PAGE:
MANGUM, TEXAS. Mangum was a farming and ranching community off State Highway 6 some five miles southwest of Eastland in central Eastland County. It was founded in the late 1890s at the junction of the Eastland, Wichita Falls and Gulf and the Missouri, Kansas and Texas lines. The settlement was named for the Bob Mangum family, who owned the first store in town and operated the post office, which opened in 1899. Hot springs in Mangum gained a reputation as curative, and the water was bottled and shipped throughout Texas. Pete Mangum, the first depot agent for the Missouri, Kansas and Texas, opened the Mangum Mineral Water Company, and Dave Switzer opened the Maurice Mineral Water Company, a hospital, and a bathhouse where patients could take hot mineral baths and drink the water. Switzer also operated the Don Carlos Hotel. In 1915 Mangum had a population of 125, a gin, a school, two doctors, and several businesses and churches. By the early 1920s it had begun to decline. Its post office was closed in 1929, and by 1936 all that remained of the community was a Baptist church and a few scattered houses. By the late 1980s Mangum was no longer shown on highway maps. By 2000 the population was listed as fifteen.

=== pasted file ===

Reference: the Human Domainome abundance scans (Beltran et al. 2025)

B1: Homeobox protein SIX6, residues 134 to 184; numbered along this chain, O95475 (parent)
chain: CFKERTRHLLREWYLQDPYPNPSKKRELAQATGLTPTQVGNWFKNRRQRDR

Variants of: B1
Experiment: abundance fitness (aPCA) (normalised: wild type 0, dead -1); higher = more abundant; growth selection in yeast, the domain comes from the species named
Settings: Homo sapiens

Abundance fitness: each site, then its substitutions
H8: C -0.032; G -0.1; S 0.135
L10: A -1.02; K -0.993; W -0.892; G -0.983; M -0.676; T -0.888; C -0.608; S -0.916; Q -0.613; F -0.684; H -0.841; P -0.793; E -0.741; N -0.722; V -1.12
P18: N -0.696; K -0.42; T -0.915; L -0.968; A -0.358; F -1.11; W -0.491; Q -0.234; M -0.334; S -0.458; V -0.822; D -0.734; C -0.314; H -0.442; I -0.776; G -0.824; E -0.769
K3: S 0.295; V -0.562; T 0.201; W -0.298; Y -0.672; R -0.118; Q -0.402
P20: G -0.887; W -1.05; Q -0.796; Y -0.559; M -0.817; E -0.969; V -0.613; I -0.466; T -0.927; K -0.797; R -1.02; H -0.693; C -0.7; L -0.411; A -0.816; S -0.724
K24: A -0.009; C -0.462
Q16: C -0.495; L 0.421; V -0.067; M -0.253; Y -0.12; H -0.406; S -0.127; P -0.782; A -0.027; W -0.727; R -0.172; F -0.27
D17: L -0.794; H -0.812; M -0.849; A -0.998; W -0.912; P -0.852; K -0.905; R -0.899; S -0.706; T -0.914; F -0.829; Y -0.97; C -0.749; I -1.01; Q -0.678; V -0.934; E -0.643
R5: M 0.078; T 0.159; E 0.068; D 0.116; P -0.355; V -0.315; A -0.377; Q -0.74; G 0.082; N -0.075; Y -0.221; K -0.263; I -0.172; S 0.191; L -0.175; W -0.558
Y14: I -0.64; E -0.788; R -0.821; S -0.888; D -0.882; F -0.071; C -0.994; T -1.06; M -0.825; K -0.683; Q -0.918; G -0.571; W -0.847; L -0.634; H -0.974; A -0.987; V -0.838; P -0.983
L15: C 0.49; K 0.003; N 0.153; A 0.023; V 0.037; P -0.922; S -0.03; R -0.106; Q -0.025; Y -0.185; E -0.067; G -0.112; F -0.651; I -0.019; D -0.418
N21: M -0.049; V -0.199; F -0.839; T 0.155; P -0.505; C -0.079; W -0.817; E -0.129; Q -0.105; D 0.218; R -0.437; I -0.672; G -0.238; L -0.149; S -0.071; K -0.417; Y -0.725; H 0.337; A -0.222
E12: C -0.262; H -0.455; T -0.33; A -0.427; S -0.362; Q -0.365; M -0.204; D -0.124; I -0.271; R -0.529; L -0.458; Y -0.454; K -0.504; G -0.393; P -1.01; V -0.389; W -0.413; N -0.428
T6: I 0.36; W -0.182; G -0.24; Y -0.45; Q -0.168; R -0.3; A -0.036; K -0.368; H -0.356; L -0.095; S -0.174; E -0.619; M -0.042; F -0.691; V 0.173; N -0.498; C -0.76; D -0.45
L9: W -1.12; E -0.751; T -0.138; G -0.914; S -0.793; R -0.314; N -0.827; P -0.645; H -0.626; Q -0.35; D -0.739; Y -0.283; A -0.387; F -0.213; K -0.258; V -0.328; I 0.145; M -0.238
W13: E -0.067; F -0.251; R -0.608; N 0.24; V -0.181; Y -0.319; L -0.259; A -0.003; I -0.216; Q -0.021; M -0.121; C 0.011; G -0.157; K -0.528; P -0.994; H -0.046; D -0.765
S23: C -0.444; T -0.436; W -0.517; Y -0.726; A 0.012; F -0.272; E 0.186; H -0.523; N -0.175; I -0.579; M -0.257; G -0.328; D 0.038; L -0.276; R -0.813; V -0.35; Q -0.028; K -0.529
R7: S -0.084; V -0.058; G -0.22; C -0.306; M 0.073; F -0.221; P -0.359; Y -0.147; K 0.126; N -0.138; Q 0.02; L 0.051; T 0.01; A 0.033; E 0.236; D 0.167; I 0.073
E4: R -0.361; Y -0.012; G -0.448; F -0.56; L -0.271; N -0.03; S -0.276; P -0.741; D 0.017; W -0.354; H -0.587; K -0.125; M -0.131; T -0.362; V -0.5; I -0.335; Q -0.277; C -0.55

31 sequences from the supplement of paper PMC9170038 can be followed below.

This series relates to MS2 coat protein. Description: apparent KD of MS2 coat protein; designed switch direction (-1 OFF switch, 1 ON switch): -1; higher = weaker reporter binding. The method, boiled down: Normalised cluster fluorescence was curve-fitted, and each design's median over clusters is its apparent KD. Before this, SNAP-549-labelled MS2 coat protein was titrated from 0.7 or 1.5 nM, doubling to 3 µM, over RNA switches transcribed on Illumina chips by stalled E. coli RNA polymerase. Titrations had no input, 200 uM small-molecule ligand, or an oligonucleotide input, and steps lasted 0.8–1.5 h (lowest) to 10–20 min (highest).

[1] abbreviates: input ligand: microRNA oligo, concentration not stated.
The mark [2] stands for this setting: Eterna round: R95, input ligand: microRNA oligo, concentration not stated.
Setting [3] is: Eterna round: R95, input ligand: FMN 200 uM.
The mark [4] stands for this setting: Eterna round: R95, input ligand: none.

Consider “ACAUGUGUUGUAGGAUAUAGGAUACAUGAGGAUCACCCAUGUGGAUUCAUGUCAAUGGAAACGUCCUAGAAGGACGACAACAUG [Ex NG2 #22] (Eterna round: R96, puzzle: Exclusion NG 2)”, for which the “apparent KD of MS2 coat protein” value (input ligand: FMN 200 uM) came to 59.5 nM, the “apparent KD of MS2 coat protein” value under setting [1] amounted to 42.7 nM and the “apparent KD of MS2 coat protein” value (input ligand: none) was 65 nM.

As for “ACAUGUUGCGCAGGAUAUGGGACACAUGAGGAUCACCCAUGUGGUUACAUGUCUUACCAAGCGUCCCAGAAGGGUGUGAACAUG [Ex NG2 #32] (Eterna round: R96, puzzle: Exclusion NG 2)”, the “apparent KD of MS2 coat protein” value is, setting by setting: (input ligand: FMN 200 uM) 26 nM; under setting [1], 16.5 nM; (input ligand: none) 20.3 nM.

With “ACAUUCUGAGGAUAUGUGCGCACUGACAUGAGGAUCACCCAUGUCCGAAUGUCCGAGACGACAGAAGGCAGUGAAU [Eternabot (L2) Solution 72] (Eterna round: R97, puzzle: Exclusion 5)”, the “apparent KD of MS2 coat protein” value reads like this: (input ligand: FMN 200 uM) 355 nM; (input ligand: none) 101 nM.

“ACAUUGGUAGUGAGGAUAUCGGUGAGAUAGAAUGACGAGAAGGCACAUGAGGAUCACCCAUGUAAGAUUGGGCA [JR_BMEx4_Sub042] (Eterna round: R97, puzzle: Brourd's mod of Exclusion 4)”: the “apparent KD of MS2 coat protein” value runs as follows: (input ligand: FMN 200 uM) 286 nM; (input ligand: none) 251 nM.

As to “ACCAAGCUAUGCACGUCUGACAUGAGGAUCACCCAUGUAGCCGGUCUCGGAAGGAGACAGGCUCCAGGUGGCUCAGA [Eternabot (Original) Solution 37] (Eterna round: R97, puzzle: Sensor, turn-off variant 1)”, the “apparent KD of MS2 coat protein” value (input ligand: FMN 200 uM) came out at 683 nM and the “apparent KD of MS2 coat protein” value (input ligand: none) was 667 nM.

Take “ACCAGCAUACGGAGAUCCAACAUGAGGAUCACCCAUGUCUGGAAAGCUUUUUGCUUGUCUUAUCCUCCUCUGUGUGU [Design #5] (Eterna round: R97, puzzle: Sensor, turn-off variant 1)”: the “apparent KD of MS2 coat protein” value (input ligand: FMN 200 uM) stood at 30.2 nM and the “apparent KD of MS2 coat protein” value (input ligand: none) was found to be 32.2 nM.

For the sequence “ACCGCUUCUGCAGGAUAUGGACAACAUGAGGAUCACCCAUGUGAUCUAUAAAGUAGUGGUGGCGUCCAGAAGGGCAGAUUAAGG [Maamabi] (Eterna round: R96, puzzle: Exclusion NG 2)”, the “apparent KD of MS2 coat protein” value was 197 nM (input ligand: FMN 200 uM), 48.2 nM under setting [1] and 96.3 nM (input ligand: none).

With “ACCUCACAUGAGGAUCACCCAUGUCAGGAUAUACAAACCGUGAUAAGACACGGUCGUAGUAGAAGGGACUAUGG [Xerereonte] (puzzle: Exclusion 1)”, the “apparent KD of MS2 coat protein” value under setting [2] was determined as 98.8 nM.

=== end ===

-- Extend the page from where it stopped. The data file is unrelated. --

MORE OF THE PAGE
Ed Ellsworth Bartholomew, 800 Texas Ghost Towns (Fort Davis, Texas: Frontier, 1971). Eastland County Centennial, 1873–1973 (Gorman, Texas: Progress Printers, 1973?). Ruby Pearl Ghormley, Eastland County, Texas: A Historical and Biographical Survey (Austin: Rupegy, 1969).
The following, adapted from the Chicago Manual of Style, 15th edition, is the preferred citation for this article.Julius A. Amin, "MANGUM, TX," Handbook of Texas Online (http://www.tshaonline.org/handbook/online/articles/hnm10), accessed November 28, 2015. Uploaded on June 15, 2010. Published by the Texas State Historical Association.
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